You closed yesterday by asking if these citizen consumers really wanted price controls. It sounds like they did, and more. It sounds, in fact, like many of the firstwave of citizen consumers—the ones who most zealously sought out roles as bloc-committee snitches for the Office of Price Administration—were Communists. Cohen is happy to credit them with “spontaneous consumer organization,” yet she accuses of red-baiting Martin Dies, Frederick J. Schlink of Consumers’ Research, and other right-wingers who would blame citizen consumers for the same thing.
As I say, I think “citizen” here is, often as not, just an umbrella term for “left wing,” and “consumer” is used broadly enough to cover those who consume real estate, public education, and bank loans. So Cohen’s vague rubric allows her the freedom to cherry-pick the political conflicts of the Suburban Half-Century that interest her most. There is one episode that I found more enlightening than the others, even groundbreaking: Cohen’s skeptical treatment of the GI Bill.
When I read Betty Friedan’s The Feminine Mystique (1962) a couple of years ago, I was struck by its conservatism. Friedan did not lament the perennial subordination of women so much as she deplored the ground they had lost in the two decades since she graduated from Smith. Had the trajectory of women’s rights preceding World War II prevailed, she implied, the perennial questions would have taken care of themselves. What happened to stop women’s advancement in its tracks? This is a shoe that, in The Feminine Mystique, never drops.
Friedan refers to her subject as “the problem that has no name.” But really, it is the problem that dare not speak its name. The problem is veterans’ kudos, which those who served in World War II were able to parlay into concrete institutional advantages. These, in turn, not only halted the train of women’s rights but set it running full speed in reverse. Friedan is not alone in her circumspection; an unwillingness to interrupt the past few years’ rah-rah-ing over the “Greatest Generation” may be the reason there is still no authoritative history of the GI Bill. Cohen, however, is willing to place some of the blame for women’s regression squarely on the GI Bill (and related legislation). True, her case is hyperbolic: She cites a University of Chicago study to claim that, “by and large, those who entered colleges or universities were young men who would have gone on to higher education anyway.” And Cohen should be faulted for indulging an unscholarly political correctness: She faults the GI Bill for homophobia, on the grounds that it denied benefits to the dishonorably discharged, including gays—as if a gay-friendly alternative were imaginable in the America of the late 1940s.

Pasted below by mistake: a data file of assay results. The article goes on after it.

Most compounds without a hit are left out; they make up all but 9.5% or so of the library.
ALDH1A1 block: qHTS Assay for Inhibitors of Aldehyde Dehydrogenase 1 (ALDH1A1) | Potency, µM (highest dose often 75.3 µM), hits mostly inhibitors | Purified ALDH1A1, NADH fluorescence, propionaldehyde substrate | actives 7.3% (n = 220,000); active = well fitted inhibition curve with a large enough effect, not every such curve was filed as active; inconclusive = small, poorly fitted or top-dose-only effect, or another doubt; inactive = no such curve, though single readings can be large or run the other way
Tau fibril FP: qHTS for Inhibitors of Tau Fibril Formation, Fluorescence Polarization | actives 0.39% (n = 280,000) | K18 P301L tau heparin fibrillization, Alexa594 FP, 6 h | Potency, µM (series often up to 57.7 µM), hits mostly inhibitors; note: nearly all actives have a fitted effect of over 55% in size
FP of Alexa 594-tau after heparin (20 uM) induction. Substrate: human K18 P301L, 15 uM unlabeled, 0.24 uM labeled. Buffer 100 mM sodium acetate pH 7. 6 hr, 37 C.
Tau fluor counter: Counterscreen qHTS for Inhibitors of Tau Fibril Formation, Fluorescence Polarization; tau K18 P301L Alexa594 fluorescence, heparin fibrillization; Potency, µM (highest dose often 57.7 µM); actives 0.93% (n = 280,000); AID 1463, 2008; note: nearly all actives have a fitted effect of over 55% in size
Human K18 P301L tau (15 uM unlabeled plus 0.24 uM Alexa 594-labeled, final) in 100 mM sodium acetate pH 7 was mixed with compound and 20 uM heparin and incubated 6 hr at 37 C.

But the evidence Cohen musters for the deterioration of women’s educational position as a result of the war is good. She shows that the percentage of Seattle women aged 18 to 24 enrolled in school dropped from 20 percent in 1940 to 14 percent in 1947. (Two non-war years, so the excuse that they were merely “holding” traditionally male spots won’t wash.) After having discussed Cohen’s tendency to lard on evidence, I should say that this is one place where more is needed. Such evidence is readily available in The Feminine Mystique—for instance, the datum that “the proportion of women attending college in comparison with men dropped from 47 percent in 1920 to 35 percent in 1958.” But Friedan didn’t have the boldness to attack this sacred cow. Cohen does. She doesn’t prove that the GI Bill was a mistake; but she does show that its gains were offset by side effects and hidden costs.
That leaves me little space to discuss Cohen’s defense of the various MountLaurel decisions passed by the New Jersey Supreme Court over the past three decades. These were meant to end the de facto racial segregation that had resulted from the state’s decidedly pastoral zoning laws, and they have had destabilizing side effects. Rich suburbs were originally required to build tracts of low-income housing to remedy the disparate impact of lot-size requirements. Eventually, these towns and townships were able to meet their requirements by sending large sums of money to poorer communities. These transfers have been viewed as protection money and send suburbanites into a blind rage. When covering state political campaigns in New Jersey, I’ve noticed that Republican candidates attack the MountLaurel decisions on the stump from one end of the state to the other, while Democrats mumble evasions of the mend-it-don’t-end-it variety and hope the problem will go away. So I welcomed—while not exactly buying—the detailed and compelling case Cohen makes for the MountLaurel decisions in these pages. It’s the first time I’ve ever heard them defended.